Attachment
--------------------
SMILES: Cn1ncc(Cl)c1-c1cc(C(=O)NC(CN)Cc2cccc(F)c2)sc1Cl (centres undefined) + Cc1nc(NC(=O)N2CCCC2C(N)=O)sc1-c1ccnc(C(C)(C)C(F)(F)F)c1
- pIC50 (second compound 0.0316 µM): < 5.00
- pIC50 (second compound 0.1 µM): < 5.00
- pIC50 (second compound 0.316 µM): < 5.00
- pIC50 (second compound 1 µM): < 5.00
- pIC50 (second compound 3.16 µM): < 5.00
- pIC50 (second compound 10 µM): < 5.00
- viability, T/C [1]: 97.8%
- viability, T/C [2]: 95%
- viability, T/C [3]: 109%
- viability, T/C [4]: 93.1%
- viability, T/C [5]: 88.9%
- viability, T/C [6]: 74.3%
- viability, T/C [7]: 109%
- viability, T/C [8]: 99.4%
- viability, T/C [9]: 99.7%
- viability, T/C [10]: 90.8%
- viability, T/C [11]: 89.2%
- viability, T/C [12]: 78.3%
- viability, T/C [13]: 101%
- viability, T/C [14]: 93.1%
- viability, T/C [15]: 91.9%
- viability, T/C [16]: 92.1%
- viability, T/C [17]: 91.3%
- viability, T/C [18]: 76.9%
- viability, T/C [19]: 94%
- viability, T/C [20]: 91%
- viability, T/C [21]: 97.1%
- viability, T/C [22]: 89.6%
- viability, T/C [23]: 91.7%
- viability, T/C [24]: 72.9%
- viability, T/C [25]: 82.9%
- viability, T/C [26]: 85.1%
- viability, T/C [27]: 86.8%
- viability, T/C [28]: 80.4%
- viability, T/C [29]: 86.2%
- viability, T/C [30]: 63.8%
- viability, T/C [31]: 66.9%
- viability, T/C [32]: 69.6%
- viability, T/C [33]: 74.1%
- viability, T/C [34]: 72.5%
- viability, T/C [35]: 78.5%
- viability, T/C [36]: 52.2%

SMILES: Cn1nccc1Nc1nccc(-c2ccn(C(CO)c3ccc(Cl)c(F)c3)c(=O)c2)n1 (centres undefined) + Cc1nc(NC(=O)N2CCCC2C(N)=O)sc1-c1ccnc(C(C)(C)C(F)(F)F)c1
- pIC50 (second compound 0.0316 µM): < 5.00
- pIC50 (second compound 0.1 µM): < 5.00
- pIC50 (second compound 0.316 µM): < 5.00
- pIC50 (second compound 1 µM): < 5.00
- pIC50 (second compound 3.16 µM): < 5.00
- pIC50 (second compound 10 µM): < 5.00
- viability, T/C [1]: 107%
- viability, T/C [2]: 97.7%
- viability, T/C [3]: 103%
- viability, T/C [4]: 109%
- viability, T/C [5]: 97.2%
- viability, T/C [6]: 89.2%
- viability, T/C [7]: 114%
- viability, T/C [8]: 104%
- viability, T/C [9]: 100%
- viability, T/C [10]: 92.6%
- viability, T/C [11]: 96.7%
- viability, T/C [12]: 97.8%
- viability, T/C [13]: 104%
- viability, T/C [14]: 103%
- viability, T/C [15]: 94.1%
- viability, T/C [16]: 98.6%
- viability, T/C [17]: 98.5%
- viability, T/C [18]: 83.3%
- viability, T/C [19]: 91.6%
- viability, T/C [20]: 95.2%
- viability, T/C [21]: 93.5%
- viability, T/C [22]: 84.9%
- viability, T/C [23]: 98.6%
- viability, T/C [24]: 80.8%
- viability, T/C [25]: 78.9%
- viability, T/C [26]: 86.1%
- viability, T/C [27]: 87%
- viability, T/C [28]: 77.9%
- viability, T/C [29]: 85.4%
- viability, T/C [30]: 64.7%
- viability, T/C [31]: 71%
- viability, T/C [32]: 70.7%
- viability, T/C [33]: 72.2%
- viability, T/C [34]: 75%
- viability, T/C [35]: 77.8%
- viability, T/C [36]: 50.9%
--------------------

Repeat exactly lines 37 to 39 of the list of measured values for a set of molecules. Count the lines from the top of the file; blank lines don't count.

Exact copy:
- viability, T/C [30]: 63.8%
- viability, T/C [31]: 66.9%
- viability, T/C [32]: 69.6%